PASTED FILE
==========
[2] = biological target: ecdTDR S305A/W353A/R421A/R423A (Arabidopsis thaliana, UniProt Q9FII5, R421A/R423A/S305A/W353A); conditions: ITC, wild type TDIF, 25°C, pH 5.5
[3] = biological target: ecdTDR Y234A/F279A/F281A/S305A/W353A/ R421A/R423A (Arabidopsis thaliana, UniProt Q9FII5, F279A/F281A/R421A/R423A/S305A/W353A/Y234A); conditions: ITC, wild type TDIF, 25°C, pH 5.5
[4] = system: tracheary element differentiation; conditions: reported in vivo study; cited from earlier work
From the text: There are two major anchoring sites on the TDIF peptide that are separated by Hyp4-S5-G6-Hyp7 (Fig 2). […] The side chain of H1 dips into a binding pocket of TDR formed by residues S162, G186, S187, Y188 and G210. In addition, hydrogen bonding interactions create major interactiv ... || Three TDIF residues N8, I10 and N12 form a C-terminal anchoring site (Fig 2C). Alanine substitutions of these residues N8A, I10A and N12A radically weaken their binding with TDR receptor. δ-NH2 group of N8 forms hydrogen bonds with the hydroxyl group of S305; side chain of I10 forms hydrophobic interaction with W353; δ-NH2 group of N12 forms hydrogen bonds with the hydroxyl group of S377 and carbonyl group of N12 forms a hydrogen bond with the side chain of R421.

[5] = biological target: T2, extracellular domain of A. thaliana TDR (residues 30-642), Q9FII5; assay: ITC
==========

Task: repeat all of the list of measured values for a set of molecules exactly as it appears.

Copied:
[2] = biological target: ecdTDR S305A/W353A/R421A/R423A (Arabidopsis thaliana, UniProt Q9FII5, R421A/R423A/S305A/W353A); conditions: ITC, wild type TDIF, 25°C, pH 5.5
[3] = biological target: ecdTDR Y234A/F279A/F281A/S305A/W353A/ R421A/R423A (Arabidopsis thaliana, UniProt Q9FII5, F279A/F281A/R421A/R423A/S305A/W353A/Y234A); conditions: ITC, wild type TDIF, 25°C, pH 5.5
[4] = system: tracheary element differentiation; conditions: reported in vivo study; cited from earlier work
From the text: There are two major anchoring sites on the TDIF peptide that are separated by Hyp4-S5-G6-Hyp7 (Fig 2). […] The side chain of H1 dips into a binding pocket of TDR formed by residues S162, G186, S187, Y188 and G210. In addition, hydrogen bonding interactions create major interactiv ... || Three TDIF residues N8, I10 and N12 form a C-terminal anchoring site (Fig 2C). Alanine substitutions of these residues N8A, I10A and N12A radically weaken their binding with TDR receptor. δ-NH2 group of N8 forms hydrogen bonds with the hydroxyl group of S305; side chain of I10 forms hydrophobic interaction with W353; δ-NH2 group of N12 forms hydrogen bonds with the hydroxyl group of S377 and carbonyl group of N12 forms a hydrogen bond with the side chain of R421.

[5] = biological target: T2, extracellular domain of A. thaliana TDR (residues 30-642), Q9FII5; assay: ITC